Hearts in Your Eyes

I’ve never quite been able to figure out if the fact that the acronym for Singles Awareness Day would be SAD is purposeful or sad happenstance, but I’m sitting in my office writing cover letters on February 14, so I’m definitely leaning towards purposeful.

Valentine’s Day has never bothered me before. In high school, I bought cards and presents for my female friends. In college and grad school, I mostly buried my head in my books and pretended nothing was happening. I joked about celebrating Half Price Chocolate Day on February 15 and assumed that I would eventually have someone to celebrate with.

It’s not that singleness is bothering me this year. I’m perfectly happy being single. The girlfriend dumped me back in October, and it was as awful as I’m assuming most first heartbreaks are, but I’m mostly over it. I know that there will be other loves and other relationships in the right time. It’s not the singleness.

It’s the aloneness.

When you become estranged from your family, you don’t just lose contact with a few people. You lose a community, a sense of history, and a sense that someone has your back. You lose the knowledge that there are people who are tied to you through blood and tears and however many years of hard work it took to make you the person you are today. Even if there isn’t a lot of love there, or even if the relationships are dysfunctional, there is something about having a family that means having a safety net. I didn’t want to move home, but I always knew that if something happened, it was an option. Now, there is no option. There is no safety net. There is no sense of history or community. There is no one I have regular contact with who knew me before the age of 14.

I’ve been job hunting for months, and I’m not getting anything back. I’ve had interviews, but no one calls to let me know I’ve been rejected. My friends have mostly moved away, and I’m the only one who stayed here who isn’t working yet.

I’m starting to feel a little invisible.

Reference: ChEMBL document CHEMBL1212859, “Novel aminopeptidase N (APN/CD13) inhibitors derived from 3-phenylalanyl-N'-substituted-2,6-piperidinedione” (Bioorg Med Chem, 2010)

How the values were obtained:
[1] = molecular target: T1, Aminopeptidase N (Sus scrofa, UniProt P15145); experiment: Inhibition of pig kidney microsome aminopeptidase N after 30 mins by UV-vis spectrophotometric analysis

There’s supposed to be a happy, hopeful end to this. I’m supposed to make a Princess Diaries reference and then talk about how God always sees us. And God does always see us. And it’s important to remember that. But right now, I don’t want to be happy or hopeful. Right now, I want to eat my weight in chocolate. I want to scream and cry and throw things. I want to go to sleep and not have to wake up. Because life is hard, and I’m doing everything right, and it’s not getting less hard. I’m still always broke and usually alone. I still feel unseen and unheard most of the time. I still feel like most of the people in my life forget about me if I’m not directly in front of them, and that’s not a fun feeling.

Right now, I want more than anything to be seen.

I hope you had a wonderful Valentine’s Day. I hope you felt loved and cherished and special. I hope someone hugged you. I hope someone was happy to see you. I hope that you go to sleep tonight with the knowledge that you matter to someone.

Tomorrow, try to see someone. Whether it’s the homeless man begging for change at the intersection or the person who hands you a bulletin at church or the person you sit across the breakfast table from, try to acknowledge someone you usually wouldn’t in a really meaningful way. Maybe that means listening to them. Maybe it means sharing a meal or a cup of coffee. Maybe it just means making eye contact.

Go forth and see.


On Cakes and Inclusion

Alternatively, The Easter Post I’ve Been Trying To Write for Two Months.

On the Saturday before Easter, I baked a cake.

Lent was a hard season this year. I set myself impossible tasks (as I always do), and I failed miserably at them (as I always have). I finally started dating the woman I’d been falling in love with for months, only to have a friend I thought was supportive tell me I’d “lost [my] moral compass.” World Vision set a queer-friendly HR policy, resulting in the loss of several thousand child sponsorships over two days. My friends threw me a fabulous birthday party, and my parents sent me the most perfunctory birthday card ever.